• December 7, 2021

More Activision Blizzard Accusations Emerge When Former Developer Calls For Industry Unionization • Eurogamer.net

More accusations about Activision Blizzard emerged this week following a recent lawsuit filed by the state of California alleging widespread discrimination and harassment against women at the maker of World of Warcraft.

More than 2,000 current and former Activision Blizzard employees signed a petition calling the company’s response to the recent discrimination lawsuit “abhorrent and insulting.”

Activision Blizzard’s initial public comment on the lawsuit was to flatly deny its claims. An email sent to staff by Activision Blizzard executive Fran Townsend, who was George W. Bush’s national security and counterterrorism assistant from 2004 to 2008, has been heavily criticized by staff.

Amid a significant stock price drop, Activision Blizzard boss Bobby Kotick told staff that the company’s initial response was “muffled.” Hundreds of employees went on strike Wednesday at Blizzard headquarters in Irvine, California, and many more participated virtually around the world.

In the days since, more disturbing allegations have emerged.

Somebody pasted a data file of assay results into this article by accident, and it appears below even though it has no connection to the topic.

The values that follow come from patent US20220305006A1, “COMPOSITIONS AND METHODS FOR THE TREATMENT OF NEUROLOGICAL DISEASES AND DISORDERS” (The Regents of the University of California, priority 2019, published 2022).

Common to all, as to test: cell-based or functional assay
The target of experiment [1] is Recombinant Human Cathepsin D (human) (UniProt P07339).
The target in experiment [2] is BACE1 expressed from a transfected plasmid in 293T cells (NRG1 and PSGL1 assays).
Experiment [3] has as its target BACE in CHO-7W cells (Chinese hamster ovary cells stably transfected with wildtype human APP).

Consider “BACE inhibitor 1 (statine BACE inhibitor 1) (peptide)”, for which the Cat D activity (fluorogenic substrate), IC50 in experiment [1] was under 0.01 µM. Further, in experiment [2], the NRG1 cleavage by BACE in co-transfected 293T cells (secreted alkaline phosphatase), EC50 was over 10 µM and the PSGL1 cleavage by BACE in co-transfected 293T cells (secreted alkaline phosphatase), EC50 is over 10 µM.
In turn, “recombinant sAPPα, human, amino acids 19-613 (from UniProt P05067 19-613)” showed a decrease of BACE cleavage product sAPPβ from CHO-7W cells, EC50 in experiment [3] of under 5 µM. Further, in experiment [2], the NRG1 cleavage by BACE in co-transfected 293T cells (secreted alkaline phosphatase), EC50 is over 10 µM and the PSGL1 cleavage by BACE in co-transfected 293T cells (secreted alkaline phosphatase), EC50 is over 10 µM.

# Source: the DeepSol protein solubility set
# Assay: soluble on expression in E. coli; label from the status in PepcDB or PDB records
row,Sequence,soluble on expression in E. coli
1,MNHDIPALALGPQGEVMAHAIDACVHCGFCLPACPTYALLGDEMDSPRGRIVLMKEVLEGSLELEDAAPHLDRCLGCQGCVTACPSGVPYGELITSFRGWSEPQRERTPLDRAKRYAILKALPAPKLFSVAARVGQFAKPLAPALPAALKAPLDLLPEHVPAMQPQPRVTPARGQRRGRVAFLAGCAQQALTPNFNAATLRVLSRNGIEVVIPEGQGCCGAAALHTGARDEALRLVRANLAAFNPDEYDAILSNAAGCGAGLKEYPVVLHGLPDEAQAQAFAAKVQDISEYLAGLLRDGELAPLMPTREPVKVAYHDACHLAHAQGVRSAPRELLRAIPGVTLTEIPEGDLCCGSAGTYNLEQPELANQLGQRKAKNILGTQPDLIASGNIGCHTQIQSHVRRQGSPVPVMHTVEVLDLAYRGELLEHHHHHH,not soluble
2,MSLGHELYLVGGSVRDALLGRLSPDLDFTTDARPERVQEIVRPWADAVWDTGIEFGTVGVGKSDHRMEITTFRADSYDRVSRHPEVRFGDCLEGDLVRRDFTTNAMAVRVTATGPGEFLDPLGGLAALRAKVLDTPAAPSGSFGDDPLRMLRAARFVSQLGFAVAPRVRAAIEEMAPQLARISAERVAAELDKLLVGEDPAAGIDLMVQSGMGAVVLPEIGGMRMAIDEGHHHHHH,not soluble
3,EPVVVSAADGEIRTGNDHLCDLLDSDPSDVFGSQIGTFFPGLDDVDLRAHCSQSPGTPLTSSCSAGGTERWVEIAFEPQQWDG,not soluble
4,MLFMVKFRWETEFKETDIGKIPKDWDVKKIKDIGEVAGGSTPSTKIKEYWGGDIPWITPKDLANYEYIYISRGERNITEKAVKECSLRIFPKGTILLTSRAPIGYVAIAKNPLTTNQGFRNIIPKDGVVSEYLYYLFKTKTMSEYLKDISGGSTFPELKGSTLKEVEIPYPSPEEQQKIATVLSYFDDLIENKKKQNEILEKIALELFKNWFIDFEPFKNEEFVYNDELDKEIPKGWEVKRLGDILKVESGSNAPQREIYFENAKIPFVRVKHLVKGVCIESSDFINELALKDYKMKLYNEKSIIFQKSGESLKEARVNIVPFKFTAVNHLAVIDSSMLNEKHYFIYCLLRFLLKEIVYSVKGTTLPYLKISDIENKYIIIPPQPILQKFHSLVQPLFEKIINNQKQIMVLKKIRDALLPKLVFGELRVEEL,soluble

CONTENTS WARNING AHEAD.

A IGN The article published this week contains allegations from Activision Blizzard staff that support much of what is alleged in the state of California lawsuit. According to IGN, women avoided drinking events at Blizzard due to their reputation, and around 2015, women were subjected to inappropriate touching in the chest area and in other parts of Blizzard’s main office.

Activision Blizzard boss Bobby Kotick.

Activision Blizzard told IGN that Blizzard implemented a two-drink limit at company events in 2018.

IGN also reports that at one point, a room at Blizzard designated for breastfeeding did not have locks, and a source said “men were walking into the breastfeeding room. There was no way to close the door. They were just looking and I have to yell at them that they leave “.

IGN said lactation rooms now have door locks.

Waypoint reported that Blizzard recruiters asked a security researcher if she “liked being penetrated,” among other inappropriate comments, at a job fair in 2015.

Two years later, Blizzard contacted a security company where the researcher in question was the COO.

The CEO of the company, Jeremi Gosney, wrote a scathing response to Blizzard describing the incident, issuing three conditions under which the two companies could work together. One of them was charging Blizzard a 50 percent “misogyny tax,” the proceeds of which would be donated to Women in Technology International, Girls in Tech and Girls Who Code.

Gosney took Twitter last night to say “Blizzard had no interest in agreeing to our terms,” ​​and “they still owe” the COO a formal written apology.

Blizzard declined to comment.

Meanwhile, Waypoint reported that in 2018, a former Activision Blizzard worker installed cameras in a bathroom at the company’s sales and quality control office in Minnesota with the intention of spying on employees while using the bathroom. The employee received a suspended prison sentence.